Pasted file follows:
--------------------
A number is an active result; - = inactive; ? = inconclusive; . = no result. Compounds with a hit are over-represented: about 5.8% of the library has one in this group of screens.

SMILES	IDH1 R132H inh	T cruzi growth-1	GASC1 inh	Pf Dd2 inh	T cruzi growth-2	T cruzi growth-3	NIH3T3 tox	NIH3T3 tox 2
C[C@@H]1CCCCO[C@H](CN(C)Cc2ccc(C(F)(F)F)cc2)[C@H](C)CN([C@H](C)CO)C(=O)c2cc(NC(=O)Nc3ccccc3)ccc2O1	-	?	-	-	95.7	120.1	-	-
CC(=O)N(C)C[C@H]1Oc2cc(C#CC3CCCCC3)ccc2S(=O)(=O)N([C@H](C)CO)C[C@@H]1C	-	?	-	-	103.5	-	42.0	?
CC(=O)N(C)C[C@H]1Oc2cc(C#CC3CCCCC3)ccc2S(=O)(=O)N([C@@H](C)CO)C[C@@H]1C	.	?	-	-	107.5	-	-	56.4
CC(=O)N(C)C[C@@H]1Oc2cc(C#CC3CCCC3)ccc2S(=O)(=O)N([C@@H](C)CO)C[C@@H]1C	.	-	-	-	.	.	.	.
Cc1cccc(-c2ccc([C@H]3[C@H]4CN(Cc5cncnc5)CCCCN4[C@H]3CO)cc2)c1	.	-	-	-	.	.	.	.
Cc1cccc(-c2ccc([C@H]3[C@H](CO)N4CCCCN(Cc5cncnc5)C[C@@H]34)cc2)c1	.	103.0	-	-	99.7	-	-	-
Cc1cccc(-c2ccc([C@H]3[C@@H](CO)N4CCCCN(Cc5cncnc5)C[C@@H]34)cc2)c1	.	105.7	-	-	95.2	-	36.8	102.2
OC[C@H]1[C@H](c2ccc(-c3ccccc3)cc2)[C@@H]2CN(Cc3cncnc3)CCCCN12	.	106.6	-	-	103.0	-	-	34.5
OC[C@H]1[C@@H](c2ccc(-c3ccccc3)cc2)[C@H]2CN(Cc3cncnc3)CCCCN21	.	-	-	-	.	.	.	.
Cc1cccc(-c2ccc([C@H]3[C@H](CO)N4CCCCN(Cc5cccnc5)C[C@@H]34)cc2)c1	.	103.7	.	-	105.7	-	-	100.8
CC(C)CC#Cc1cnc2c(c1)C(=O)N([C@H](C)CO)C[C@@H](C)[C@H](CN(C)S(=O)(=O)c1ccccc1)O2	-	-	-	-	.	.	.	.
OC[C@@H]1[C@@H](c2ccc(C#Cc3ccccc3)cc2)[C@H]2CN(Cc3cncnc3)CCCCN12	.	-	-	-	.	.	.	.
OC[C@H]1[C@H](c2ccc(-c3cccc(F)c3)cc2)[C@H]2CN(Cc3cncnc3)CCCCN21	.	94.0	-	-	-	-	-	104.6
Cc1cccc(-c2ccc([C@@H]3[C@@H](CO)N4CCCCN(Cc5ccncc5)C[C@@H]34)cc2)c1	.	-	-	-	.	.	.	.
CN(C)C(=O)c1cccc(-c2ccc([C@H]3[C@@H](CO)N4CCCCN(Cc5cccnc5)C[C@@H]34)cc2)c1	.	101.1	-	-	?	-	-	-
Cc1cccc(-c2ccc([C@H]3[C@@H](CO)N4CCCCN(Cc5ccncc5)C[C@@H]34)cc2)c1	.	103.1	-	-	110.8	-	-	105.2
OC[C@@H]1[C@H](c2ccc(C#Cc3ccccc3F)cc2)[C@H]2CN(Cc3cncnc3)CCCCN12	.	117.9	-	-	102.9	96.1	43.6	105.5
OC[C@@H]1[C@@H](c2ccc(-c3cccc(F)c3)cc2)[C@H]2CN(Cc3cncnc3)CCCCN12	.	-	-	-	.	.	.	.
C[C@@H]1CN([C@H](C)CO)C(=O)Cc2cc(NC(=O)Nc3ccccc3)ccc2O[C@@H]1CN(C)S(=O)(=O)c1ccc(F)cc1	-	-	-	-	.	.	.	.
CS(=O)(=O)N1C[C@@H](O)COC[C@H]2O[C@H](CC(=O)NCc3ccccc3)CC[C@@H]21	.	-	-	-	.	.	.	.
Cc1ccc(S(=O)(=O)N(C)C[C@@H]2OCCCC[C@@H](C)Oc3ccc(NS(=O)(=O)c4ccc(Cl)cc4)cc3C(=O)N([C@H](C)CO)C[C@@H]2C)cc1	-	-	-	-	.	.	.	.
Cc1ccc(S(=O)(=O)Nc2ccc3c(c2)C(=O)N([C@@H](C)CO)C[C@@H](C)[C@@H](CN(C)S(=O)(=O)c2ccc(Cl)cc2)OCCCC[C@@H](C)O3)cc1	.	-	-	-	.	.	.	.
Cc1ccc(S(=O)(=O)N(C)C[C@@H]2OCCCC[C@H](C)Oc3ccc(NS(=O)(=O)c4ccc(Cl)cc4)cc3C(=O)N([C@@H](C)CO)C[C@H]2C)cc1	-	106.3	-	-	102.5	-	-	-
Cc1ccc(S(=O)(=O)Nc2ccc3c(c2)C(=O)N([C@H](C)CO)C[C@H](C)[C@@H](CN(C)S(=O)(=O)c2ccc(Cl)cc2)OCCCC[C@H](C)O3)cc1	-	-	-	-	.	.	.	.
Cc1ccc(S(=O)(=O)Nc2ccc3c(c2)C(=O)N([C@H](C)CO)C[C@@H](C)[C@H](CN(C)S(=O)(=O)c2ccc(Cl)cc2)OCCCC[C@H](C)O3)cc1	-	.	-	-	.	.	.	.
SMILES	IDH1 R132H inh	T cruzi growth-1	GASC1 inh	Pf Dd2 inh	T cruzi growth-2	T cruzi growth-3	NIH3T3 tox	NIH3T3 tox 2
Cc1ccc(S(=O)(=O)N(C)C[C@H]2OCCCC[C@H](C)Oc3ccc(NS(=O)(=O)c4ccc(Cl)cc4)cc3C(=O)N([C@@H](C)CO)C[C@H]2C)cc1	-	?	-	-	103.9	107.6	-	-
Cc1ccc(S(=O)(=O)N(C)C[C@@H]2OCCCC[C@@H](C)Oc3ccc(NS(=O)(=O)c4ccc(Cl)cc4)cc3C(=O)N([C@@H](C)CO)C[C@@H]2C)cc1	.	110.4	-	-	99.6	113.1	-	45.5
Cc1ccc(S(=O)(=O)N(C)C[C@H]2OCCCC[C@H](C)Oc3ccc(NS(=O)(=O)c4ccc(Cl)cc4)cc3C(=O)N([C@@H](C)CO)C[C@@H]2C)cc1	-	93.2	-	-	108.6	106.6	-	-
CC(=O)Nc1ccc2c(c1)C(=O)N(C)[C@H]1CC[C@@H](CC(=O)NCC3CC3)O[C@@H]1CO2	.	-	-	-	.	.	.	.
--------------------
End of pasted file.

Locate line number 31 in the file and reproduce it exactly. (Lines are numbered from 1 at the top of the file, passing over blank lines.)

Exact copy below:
Cc1ccc(S(=O)(=O)N(C)C[C@H]2OCCCC[C@H](C)Oc3ccc(NS(=O)(=O)c4ccc(Cl)cc4)cc3C(=O)N([C@@H](C)CO)C[C@@H]2C)cc1	-	93.2	-	-	108.6	106.6	-	-